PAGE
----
For decades now, people have admired the rapport between my husband and I. Whether we’re presenting on stage together, or chatting with friends in our living room, the chemistry is obvious and apparently enviable. A curiosity. Where, I’ve been asked, does it come from?

If only I could take my inquirers to Paris. Because my answer is there, in the Louvre Art Museum, specifically in the “Salle des Etats”, where Mona Lisa sits composed in the midst of constant chaos: hundreds of photographers clamoring for their shot at any given moment. And why not? She is the most famous face in history. What most people don’t know about Mona Lisa though, is the fact that it took forty-plus years to create her––at least it took that long for Renaissance man, Leonardo da Vinci, to become expert enough, to craft his masterpiece.

And therein lies the answer to our question, “Where does a charmed marriage come from?”

Deep down, despite Hollywood producers and those steamy novelists, we all know that people in successful relationships are neither wholly lucky nor naturally talented. Think Leonardo. The world considers him the most talented man in history, yet it took years of concerted study and practice for him to earn that reputation. And crafting relationships is not so different from crafting a fine piece of art: it is, in of itself, an art form, and artistry connotes mastery, a unique flair, even a stroke of genius. Artistry also however, connotes persistence, patience, practice, and preparation. As Michelangelo put it: “If people knew how hard I worked to get my mastery, it wouldn’t seem so wonderful at all.”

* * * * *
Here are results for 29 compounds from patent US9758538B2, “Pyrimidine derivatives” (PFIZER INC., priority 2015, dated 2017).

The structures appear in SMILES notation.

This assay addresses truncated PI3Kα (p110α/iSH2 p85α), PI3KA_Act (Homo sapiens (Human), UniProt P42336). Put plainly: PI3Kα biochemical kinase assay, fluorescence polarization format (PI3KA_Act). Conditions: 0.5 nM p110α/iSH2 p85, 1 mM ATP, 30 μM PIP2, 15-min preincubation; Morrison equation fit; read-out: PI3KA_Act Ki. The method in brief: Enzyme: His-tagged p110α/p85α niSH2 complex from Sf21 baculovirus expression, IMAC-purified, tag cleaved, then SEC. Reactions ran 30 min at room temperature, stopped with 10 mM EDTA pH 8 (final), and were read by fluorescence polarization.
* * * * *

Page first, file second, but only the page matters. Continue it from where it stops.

Thus, as nice as it would be to believe that lasting love is a force of nature, God, or serendipity (rather than hard-won skill), kidding ourselves that way leaves us very vulnerable. We’re primed for disillusionment; the romance-buster of all time. When early lovers paint with wide brush-strokes and bold colors, they are feeding off an adrenaline-charged kind of faith (“where you jump across an abyss” as Jean-Paul Sartre describes it) and adrenaline always runs out (half-way cross the abyss).

If the relationship is to thrive, let alone survive–if disillusionment is to be avoided or overcome–then a different kind of faith has to come into play: a faith in our self and our loved one that is intentionally cultivated. That leap from blind faith to deliberate faith is not happenstance, however; it is an undertaking, and it requires far more than an evangelist’s zeal for romance. The woman who sets out to create fine art patiently employs self-development and education like oil paint: correcting and blending the relationship as she advances in her understanding and skill set.

Will the lifetime effort to hone such talent be worth it, in spite of one’s upbringing, instinctive aptitude, or luck of the draw? There are no guarantees of course, but consider the alternatives. Demanding that ongoing, authentic intimacy can and must come “naturally”– is in reality, a glossing over of the details and a forfeit of personal responsibility. The inevitable result of that presumption is a “rickety-stairs” kind of relationship: every step requires so much concentration (clinging to an unsteady rail, tensing at every creak and loose board) that a woman’s productivity is incredibly compromised.

In a carefully crafted marriage, on the other hand, love is not about trepidation, it’s about trust; trust that is given and received, not like some high-stakes gamble, but more like pennies in a piggy bank, steadily accumulating over time. Inside her purposeful relationship, a “talented” woman becomes rich day by day, ascending the stairway of her life with confidence, free to make the most of her other gifts and ambitions.

In this way, my own marriage has, over 40 years, gone from disillusionment to faith, from finger-painting to masterpiece, culminating in a legacy-love kind of romance. When did our rickety staircase turn into a solid ladder? I remember clearly. It was the moment I realized, four days from divorce court, that to experience an artisan marriage, I’d have to dump dumb luck, rather than my husband, and become a Leonardo myself.

Love is the “art” in the art of living.

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This article appeared first on Hitchedmag.com and Dr.Laura.com.

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